I have looked and may have missed this feature, but is there a way to use a browser internal to Obsidian (i.e. open links in a browser pane) rather than an external browser?
(Mindmanager is another tool I use which has an internal browser pane which helps keep continuity within the one app).
Yep, I’ve been hankering for the same, a more integrated view of reference materials located outside the vault. Obsidian does have iframe capabilities, but there is so much more to a browser implementation than merely displaying a fixed page. Our default browser is likely to be full screen with menus and tabs, which is why I use a second browser, the highly customizable Vivaldi, for pop-up views from Obsidian, mediated via an AutoHotkey script.
I’d love to be able to embed a Vivaldi window (and for other file types the Windows app QuickLook) within an Obsidian pane.
Thanks for the comfirmation. You are right, the ability to embed a window (rather than just an iframe) would be excellent.
How do you use Vivaldi script with Obsidian? Just curious for my preferences…
Well a little complicated, but here’s the overview:
I have about 11,000 documents maintained in Scrivener, RTFs and HTMLs, and I want to display them seamlessly in Obsidian via a Vivaldi pop-up. Technique is to read Scrivener’s binder (its document tree) via AutoHotkey, then write it out as an MD file, a nested unordered list. Links to the docs are represented as Obsidian URIs.
Clicking on a URI link (Action: New) creates a file with a command and parameters in a scratch vault on a ram drive (IMDisk). I use the AutoHotkey routine WatchFolder() to watch for changes in the scratch vault folder, then AHK code to read and delete the file generated by the Obsidian URI, and then parse its contents for a command, and for the specified Scriv document to convert and display.
It’s kinda Rube Goldberg, but used with care this routine effectively extends the reach of an Obsidian URI to the entire file system.
Rgds - Jerome
@box222 Don’t remember the plugin name, but I remember there is a plugin that does that. Can be found in the plugin directory.
I see there’s an ePub Reader Plugin that absolutely proves the concept. With the plugin activated, an ePub in the Vault will snap display in an Obsidian pane as quickly and easily as an MD file dies. By contrast, an HTML takes four or five seconds to display in its default browser (on my admittedly slow silent PC.)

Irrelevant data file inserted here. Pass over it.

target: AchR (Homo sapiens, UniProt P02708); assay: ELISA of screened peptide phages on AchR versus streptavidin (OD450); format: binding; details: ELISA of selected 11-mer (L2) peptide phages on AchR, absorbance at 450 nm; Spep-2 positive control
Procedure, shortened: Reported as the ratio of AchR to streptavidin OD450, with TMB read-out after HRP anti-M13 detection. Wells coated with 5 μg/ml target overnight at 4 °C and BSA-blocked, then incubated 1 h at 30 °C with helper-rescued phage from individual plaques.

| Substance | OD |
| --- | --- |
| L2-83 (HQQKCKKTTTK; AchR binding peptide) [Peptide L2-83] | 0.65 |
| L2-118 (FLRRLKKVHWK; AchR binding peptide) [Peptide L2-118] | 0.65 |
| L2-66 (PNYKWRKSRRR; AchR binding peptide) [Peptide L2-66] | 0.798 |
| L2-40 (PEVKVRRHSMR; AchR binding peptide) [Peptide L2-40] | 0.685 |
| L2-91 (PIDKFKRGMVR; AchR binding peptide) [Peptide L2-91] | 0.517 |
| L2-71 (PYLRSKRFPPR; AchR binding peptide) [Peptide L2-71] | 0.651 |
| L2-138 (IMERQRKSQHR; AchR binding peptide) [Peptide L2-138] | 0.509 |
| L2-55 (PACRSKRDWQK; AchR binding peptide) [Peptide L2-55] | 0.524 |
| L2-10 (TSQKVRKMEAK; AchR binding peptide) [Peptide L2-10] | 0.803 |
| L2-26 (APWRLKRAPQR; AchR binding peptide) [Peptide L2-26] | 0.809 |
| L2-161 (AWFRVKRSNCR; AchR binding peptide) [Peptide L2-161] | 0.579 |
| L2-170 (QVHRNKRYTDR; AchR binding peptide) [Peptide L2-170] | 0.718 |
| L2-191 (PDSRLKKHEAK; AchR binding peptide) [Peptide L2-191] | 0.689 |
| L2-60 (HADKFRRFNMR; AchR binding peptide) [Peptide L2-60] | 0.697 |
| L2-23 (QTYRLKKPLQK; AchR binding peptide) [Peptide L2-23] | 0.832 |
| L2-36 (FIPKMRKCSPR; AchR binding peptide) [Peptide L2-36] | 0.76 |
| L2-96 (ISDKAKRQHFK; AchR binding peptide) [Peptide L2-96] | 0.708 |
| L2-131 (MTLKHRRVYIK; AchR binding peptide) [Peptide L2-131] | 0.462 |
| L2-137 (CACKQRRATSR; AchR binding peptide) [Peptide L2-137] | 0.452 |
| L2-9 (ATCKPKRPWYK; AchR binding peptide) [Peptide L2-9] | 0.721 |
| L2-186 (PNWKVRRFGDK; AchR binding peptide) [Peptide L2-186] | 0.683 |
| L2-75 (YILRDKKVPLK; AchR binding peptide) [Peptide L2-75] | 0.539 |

Read-only display of HTML files, those in the vault at least, would make a great plugin or native Obsidian capability.
Note: this seems like it could be tricky from a security perspective unless you are trying to just display HTML that you wrote that does not include any scripts etc. that you did not write! Browsers have lots of isolation and protections that a desktop app such as Obsidian does not have.
That said, if I write HTML source code into a blank note and then go into “Reading Mode” (or in “Live Preview” move my cursor outside the outermost HTML tags) it seems to show up as rendered HTML. Again, assuming the HTML files are yours and contain only code that you trust completely, have you tried renaming them to put an
.md extension on the end and see how they look in Obsidian?
You could also look into converting the HTML into Markdown if that fits your use case. Obsidian has a setting at the bottom of the “Editor” page that can do that automatically for copy-pasted HTML code.
@scholarInTraining Thanks, you’re exactly right about the security concern; I use a local CKEditor5 script that works brilliantly in the browser but won’t load in an Iframe within Obsidian. Also: HTMLs renamed or converted to MD display perfectly, but I need these to remain HTMLs because they constitute a personal wiki; they link to each other and I move them across platforms.
So the solution is to enhance the behavior of the iframe. I need to iframe only two HTML docs, since they link out to all the HTMLs I’ll want to display within Obsidian.
First problem is that iframe doesn’t have a Home or a Back button. (Obsidian’s Back button helpfully takes us one step back within the iframe, but no more.) Easiest route I’ve found to a painless reload of Home is to have a row of Obsidian links above the iframe, and make A and B versions of the document, identical except that A’s first link is to B, and B’s first is to A. A click thereupon and Home is reloaded.
(Edit: An earlier version of this post elaborated on my belief that an iframe could not be sized responsively. I’ve since found that
width: 100%; works perfectly to fit the iframe into a pane, but that the user must compensate for scaling. So if we use
transform: scale(1.5); we’d use
width: 67%; or thereabouts to fit the pane.)
Styling iframe seems to be the best route to local HTML display.
Cheers - Jerome
This topic was automatically closed 90 days after the last reply. New replies are no longer allowed.